By George “Bud” Scholl, Mayor
Wednesday, May 30, 2018 —
On March 23, Governor Scott signed House Bill 631 into law. This generated a lot of sensationalistic media stories around the public’s right to use Florida’s beaches. It also generated a lot of phone calls and email messages to my office regarding how this will affect Sunny Isles Beach. The good news is that it has no effect on our current uses of public beachfront and public access to them. Let me explain why.
In many areas of the State of Florida, such as the panhandle, the State generally owns the property under water up to the average high-water mark and the adjacent, “or upland,” landowners own the land down to the average high-water mark. This is not the case in Sunny Isles Beach and most of South Florida. The State owns all the beaches in our City up to the western end of the sand dunes or up to the platted property lines of coastal properties. Coastal property owners, such as condominiums and hotels, do not have property lines that extend to the water’s edge. Their property lines are up closer to their buildings thereby ensuring a significant distance of public beach between the ocean and the private property lines. The new law was established to provide landowners and local governments with a mechanism to reconcile public or private use on the beach. In some cases, the local government has simply given the public full rights to the private landowners’ sandy portion of their property. The new law prohibits a government entity from establishing the right of the public to use private beachfront without first filing a court case to allow a judge to determine those rights after January 1, 2016.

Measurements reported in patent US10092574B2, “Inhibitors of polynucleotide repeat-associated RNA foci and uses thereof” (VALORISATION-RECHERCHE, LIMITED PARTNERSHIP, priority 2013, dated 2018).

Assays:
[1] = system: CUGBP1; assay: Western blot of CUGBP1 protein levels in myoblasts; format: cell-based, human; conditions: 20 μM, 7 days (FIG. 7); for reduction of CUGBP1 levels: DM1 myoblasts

In the case of our City, we were forward thinking when we established more than 20 beach access points over the years. Our rules and regulations have been in place for several years regarding the public’s right to utilize the beach. We recently expanded the public beach with the beach renourishment project.
When I called our state legislators to research this issue, they mentioned this has been one of the most misunderstood laws in years and reiterated that it does not generally affect South Florida. I was pleased at the outpouring of concern from our residents who want to ensure that the beach stays as a public amenity for generations to come. It will!